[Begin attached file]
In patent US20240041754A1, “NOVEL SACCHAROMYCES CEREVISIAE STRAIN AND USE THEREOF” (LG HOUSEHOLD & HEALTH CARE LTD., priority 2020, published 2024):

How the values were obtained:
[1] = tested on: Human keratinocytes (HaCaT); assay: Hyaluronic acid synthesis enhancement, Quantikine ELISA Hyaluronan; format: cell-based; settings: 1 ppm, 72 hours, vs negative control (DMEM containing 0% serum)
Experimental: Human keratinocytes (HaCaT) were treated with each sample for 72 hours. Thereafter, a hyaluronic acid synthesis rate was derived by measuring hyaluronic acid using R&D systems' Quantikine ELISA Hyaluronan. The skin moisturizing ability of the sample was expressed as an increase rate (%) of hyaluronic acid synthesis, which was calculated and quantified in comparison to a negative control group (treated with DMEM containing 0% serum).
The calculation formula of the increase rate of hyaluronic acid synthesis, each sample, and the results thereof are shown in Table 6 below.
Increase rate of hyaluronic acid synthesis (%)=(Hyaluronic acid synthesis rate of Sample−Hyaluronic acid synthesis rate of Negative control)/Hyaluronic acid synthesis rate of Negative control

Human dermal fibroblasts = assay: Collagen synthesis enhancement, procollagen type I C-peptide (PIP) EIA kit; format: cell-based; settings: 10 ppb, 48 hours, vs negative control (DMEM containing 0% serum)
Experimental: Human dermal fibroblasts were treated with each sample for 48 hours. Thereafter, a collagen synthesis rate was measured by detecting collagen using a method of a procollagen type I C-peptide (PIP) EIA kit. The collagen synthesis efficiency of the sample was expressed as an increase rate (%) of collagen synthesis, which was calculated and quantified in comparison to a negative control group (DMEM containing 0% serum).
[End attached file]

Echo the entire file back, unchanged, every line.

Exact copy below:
In patent US20240041754A1, “NOVEL SACCHAROMYCES CEREVISIAE STRAIN AND USE THEREOF” (LG HOUSEHOLD & HEALTH CARE LTD., priority 2020, published 2024):

How the values were obtained:
[1] = tested on: Human keratinocytes (HaCaT); assay: Hyaluronic acid synthesis enhancement, Quantikine ELISA Hyaluronan; format: cell-based; settings: 1 ppm, 72 hours, vs negative control (DMEM containing 0% serum)
Experimental: Human keratinocytes (HaCaT) were treated with each sample for 72 hours. Thereafter, a hyaluronic acid synthesis rate was derived by measuring hyaluronic acid using R&D systems' Quantikine ELISA Hyaluronan. The skin moisturizing ability of the sample was expressed as an increase rate (%) of hyaluronic acid synthesis, which was calculated and quantified in comparison to a negative control group (treated with DMEM containing 0% serum).
The calculation formula of the increase rate of hyaluronic acid synthesis, each sample, and the results thereof are shown in Table 6 below.
Increase rate of hyaluronic acid synthesis (%)=(Hyaluronic acid synthesis rate of Sample−Hyaluronic acid synthesis rate of Negative control)/Hyaluronic acid synthesis rate of Negative control

Human dermal fibroblasts = assay: Collagen synthesis enhancement, procollagen type I C-peptide (PIP) EIA kit; format: cell-based; settings: 10 ppb, 48 hours, vs negative control (DMEM containing 0% serum)
Experimental: Human dermal fibroblasts were treated with each sample for 48 hours. Thereafter, a collagen synthesis rate was measured by detecting collagen using a method of a procollagen type I C-peptide (PIP) EIA kit. The collagen synthesis efficiency of the sample was expressed as an increase rate (%) of collagen synthesis, which was calculated and quantified in comparison to a negative control group (DMEM containing 0% serum).